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7 Symptoms of Breast Cancer You May Not Know

October 18, 2023

A lump is one of the most common symptoms of breast cancer, but not the only one. Do you know others?

If you said “no”, you’re not alone.

A recent survey by Ohio State University found that while 93% of adults recognize a lump as a breast cancer symptom, less than half could name any other potential signs.

“Breast cancer doesn’t always cause a lump and, by the time it does, the cancer might have already moved beyond the breast into the lymph nodes, making it harder to treat effectively. It’s important to know other symptoms or breast cancer and to get annual screening mammogram,” says Valerie Brutus, MD, a breast cancer specialist with the Hartford HealthCare Cancer Institute seeing patients in Bridgeport, Trumbull and Wilton.

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7 symptoms of breast cancer you should know

Few patients will even feel a lump when it begins to form in their breast. So it’s important to look for other symptoms, such as:

  1. Swelling of all or part of a breast, even if no lump is felt.
  2. Skin dimpling. “Sometimes, it can look like an orange peel,” Dr. Brutus says.
  3. Breast or nipple pain.
  4. Retraction or turning inward of the nipple.
  5. Breast or nipple skin that is red, dry, flaking or thickened.
  6. Discharge, other than breast milk, from the nipple.
  7. Swollen lymph nodes under the arm or near the collar bone. This, she says, can sometimes be a sign that breast cancer spread even before the original tumor in the breast is large enough to be felt.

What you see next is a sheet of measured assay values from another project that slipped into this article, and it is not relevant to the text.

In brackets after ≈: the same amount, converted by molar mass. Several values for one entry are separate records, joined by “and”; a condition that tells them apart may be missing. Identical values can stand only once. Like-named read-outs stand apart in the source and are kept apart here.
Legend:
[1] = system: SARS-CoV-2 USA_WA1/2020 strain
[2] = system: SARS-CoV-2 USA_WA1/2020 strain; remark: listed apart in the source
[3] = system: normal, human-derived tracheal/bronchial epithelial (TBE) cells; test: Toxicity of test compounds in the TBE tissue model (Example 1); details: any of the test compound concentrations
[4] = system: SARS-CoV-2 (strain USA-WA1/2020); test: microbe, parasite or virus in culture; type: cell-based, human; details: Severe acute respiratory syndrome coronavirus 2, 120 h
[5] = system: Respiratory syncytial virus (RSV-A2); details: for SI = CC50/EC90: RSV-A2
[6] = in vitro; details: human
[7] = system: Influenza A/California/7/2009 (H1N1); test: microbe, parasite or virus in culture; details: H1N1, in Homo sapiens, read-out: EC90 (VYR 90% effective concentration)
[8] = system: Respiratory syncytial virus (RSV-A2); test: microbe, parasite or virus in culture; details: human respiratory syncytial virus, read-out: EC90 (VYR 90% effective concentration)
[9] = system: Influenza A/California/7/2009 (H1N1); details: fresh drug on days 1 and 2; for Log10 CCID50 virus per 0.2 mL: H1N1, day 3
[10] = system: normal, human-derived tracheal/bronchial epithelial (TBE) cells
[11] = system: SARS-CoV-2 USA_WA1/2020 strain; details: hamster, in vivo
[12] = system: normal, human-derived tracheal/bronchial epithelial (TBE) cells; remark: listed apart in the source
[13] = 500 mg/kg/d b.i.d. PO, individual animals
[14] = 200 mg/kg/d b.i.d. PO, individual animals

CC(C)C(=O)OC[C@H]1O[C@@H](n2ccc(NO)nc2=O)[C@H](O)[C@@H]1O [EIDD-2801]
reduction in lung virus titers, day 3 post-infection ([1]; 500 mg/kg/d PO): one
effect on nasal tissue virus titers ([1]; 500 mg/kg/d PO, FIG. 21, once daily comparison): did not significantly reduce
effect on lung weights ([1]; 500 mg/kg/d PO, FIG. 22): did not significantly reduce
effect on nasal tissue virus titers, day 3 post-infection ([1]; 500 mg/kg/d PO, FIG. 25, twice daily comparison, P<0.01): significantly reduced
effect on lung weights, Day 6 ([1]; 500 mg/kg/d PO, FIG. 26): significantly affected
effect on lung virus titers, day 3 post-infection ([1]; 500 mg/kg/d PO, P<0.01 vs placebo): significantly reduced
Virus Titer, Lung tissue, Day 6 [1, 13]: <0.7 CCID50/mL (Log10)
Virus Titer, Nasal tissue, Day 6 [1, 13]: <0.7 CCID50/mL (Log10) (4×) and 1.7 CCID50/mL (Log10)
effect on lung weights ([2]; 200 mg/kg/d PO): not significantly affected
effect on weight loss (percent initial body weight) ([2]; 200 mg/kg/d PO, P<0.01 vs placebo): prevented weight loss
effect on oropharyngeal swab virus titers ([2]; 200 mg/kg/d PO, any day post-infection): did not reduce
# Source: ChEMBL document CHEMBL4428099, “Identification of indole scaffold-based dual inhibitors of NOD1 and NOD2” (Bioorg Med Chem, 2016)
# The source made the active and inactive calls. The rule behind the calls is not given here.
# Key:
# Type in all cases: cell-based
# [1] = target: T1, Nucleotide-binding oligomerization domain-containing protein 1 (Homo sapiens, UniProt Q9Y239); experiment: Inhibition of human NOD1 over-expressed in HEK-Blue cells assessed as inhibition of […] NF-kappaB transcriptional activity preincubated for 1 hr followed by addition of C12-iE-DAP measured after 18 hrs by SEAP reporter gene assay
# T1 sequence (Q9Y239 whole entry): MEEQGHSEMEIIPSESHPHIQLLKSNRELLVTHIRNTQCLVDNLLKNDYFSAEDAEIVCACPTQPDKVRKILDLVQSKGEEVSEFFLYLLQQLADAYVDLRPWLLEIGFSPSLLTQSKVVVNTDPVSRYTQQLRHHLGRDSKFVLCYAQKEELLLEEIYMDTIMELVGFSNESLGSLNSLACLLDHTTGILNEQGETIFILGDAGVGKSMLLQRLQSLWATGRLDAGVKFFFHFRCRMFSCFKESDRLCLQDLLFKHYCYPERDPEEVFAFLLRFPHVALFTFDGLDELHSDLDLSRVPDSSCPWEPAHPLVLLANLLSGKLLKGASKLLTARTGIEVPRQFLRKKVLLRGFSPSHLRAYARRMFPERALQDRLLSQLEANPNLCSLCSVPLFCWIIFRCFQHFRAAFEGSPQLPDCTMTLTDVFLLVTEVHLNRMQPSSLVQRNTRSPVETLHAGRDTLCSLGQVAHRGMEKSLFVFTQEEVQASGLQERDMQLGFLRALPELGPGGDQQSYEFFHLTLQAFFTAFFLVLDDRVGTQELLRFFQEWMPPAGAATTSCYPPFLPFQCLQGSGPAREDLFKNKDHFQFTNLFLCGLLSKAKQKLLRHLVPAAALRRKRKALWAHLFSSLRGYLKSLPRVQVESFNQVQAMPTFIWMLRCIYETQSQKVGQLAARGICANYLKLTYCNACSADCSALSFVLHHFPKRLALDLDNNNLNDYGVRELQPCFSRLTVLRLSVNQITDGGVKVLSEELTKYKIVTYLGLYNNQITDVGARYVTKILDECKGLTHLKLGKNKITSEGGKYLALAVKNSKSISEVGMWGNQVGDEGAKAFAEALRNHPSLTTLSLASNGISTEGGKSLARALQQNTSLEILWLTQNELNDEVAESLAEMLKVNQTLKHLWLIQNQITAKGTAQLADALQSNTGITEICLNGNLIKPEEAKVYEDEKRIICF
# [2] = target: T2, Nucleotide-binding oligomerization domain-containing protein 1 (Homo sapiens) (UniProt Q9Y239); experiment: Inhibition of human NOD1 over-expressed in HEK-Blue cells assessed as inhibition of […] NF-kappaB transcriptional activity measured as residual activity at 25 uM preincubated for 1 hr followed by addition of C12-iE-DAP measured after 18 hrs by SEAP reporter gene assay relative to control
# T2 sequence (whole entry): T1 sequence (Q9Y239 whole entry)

“Many of these symptoms can also be caused by a non-cancerous breast disease. It’s important to discuss any change to the breasts with a healthcare provider to find the cause and seek any necessary treatment,” Dr. Brutus says.

> Related: Younger Women Should Start Getting Mammograms, According to New Guidelines

When to see a doctor

Since breast cancer is the most commonly diagnosed cancer among American women – with 1 in 8 women developing invasive breast cancer during their lifetime – she says it doesn’t hurt to ask your healthcare provider if you have a concern or notice a change.

“When breast cancer is diagnosed at an earlier stage, survival is greater and the treatments are less aggressive. More than 4 million women in the U.S. today have a history of breast cancer, so we know early detection does save lives,” Dr. Brutus notes.

“There is no reason to be scared. The treatment and survival rates for breast cancer continue to improve.”

Hartford HealthCare Cancer Institute